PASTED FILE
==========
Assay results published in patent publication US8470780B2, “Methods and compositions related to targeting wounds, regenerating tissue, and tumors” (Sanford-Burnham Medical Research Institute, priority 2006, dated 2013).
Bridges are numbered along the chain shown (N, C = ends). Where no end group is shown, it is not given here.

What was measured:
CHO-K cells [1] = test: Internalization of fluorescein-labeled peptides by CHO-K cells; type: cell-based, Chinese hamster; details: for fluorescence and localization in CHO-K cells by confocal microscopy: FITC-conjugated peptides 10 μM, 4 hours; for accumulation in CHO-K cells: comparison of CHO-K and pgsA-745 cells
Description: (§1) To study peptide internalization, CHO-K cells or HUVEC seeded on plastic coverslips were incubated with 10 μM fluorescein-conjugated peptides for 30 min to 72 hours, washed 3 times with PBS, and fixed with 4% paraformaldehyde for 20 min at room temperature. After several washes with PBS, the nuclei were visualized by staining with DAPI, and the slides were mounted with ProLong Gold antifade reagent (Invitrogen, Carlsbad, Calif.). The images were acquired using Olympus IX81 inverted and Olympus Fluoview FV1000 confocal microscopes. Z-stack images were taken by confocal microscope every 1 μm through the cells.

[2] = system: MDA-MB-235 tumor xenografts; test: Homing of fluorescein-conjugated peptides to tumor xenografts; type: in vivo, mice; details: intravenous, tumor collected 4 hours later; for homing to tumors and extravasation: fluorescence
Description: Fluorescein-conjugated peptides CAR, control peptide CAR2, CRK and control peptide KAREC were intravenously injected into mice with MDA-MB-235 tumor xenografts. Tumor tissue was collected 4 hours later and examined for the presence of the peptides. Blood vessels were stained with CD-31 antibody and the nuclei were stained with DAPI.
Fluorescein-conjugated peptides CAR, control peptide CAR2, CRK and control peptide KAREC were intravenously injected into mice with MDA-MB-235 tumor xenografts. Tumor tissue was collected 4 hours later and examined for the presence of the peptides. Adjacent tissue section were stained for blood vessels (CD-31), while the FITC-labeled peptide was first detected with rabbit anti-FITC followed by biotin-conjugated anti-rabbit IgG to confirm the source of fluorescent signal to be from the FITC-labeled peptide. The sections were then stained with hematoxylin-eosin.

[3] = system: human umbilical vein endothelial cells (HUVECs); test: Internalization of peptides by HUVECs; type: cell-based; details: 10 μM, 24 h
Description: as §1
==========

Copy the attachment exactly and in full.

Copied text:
Assay results published in patent publication US8470780B2, “Methods and compositions related to targeting wounds, regenerating tissue, and tumors” (Sanford-Burnham Medical Research Institute, priority 2006, dated 2013).
Bridges are numbered along the chain shown (N, C = ends). Where no end group is shown, it is not given here.

What was measured:
CHO-K cells [1] = test: Internalization of fluorescein-labeled peptides by CHO-K cells; type: cell-based, Chinese hamster; details: for fluorescence and localization in CHO-K cells by confocal microscopy: FITC-conjugated peptides 10 μM, 4 hours; for accumulation in CHO-K cells: comparison of CHO-K and pgsA-745 cells
Description: (§1) To study peptide internalization, CHO-K cells or HUVEC seeded on plastic coverslips were incubated with 10 μM fluorescein-conjugated peptides for 30 min to 72 hours, washed 3 times with PBS, and fixed with 4% paraformaldehyde for 20 min at room temperature. After several washes with PBS, the nuclei were visualized by staining with DAPI, and the slides were mounted with ProLong Gold antifade reagent (Invitrogen, Carlsbad, Calif.). The images were acquired using Olympus IX81 inverted and Olympus Fluoview FV1000 confocal microscopes. Z-stack images were taken by confocal microscope every 1 μm through the cells.

[2] = system: MDA-MB-235 tumor xenografts; test: Homing of fluorescein-conjugated peptides to tumor xenografts; type: in vivo, mice; details: intravenous, tumor collected 4 hours later; for homing to tumors and extravasation: fluorescence
Description: Fluorescein-conjugated peptides CAR, control peptide CAR2, CRK and control peptide KAREC were intravenously injected into mice with MDA-MB-235 tumor xenografts. Tumor tissue was collected 4 hours later and examined for the presence of the peptides. Blood vessels were stained with CD-31 antibody and the nuclei were stained with DAPI.
Fluorescein-conjugated peptides CAR, control peptide CAR2, CRK and control peptide KAREC were intravenously injected into mice with MDA-MB-235 tumor xenografts. Tumor tissue was collected 4 hours later and examined for the presence of the peptides. Adjacent tissue section were stained for blood vessels (CD-31), while the FITC-labeled peptide was first detected with rabbit anti-FITC followed by biotin-conjugated anti-rabbit IgG to confirm the source of fluorescent signal to be from the FITC-labeled peptide. The sections were then stained with hematoxylin-eosin.

[3] = system: human umbilical vein endothelial cells (HUVECs); test: Internalization of peptides by HUVECs; type: cell-based; details: 10 μM, 24 h
Description: as §1